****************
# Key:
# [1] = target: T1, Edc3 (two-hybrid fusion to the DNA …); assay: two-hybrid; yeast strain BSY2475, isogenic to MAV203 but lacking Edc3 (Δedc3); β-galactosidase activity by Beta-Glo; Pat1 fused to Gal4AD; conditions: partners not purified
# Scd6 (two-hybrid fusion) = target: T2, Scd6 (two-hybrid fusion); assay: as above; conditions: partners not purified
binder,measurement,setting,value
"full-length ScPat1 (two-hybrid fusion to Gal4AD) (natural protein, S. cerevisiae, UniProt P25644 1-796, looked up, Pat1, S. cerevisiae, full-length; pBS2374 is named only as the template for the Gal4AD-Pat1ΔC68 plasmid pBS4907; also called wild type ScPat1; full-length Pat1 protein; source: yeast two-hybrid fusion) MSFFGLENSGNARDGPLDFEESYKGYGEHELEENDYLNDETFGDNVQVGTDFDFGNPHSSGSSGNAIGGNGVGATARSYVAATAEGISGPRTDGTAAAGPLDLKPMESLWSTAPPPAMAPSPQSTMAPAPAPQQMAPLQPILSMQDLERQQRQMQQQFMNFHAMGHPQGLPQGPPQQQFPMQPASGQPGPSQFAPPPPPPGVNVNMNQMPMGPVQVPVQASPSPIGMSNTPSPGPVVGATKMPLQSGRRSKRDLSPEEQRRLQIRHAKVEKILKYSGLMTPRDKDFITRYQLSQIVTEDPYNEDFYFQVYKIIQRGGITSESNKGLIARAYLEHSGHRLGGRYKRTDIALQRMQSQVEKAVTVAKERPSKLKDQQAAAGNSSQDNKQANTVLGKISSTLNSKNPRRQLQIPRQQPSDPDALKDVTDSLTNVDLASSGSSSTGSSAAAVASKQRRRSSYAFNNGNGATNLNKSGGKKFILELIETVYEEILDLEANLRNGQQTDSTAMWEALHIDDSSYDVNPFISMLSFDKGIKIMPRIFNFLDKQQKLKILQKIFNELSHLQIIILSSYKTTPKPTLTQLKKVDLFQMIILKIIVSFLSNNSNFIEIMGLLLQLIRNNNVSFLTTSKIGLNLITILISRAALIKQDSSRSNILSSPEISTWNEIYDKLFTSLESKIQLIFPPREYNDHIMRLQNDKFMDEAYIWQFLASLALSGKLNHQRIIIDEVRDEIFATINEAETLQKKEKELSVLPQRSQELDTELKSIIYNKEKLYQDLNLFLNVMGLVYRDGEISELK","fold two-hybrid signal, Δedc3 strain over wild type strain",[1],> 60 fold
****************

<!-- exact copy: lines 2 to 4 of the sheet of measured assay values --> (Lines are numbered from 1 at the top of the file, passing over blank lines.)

# [1] = target: T1, Edc3 (two-hybrid fusion to the DNA …); assay: two-hybrid; yeast strain BSY2475, isogenic to MAV203 but lacking Edc3 (Δedc3); β-galactosidase activity by Beta-Glo; Pat1 fused to Gal4AD; conditions: partners not purified
# Scd6 (two-hybrid fusion) = target: T2, Scd6 (two-hybrid fusion); assay: as above; conditions: partners not purified
binder,measurement,setting,value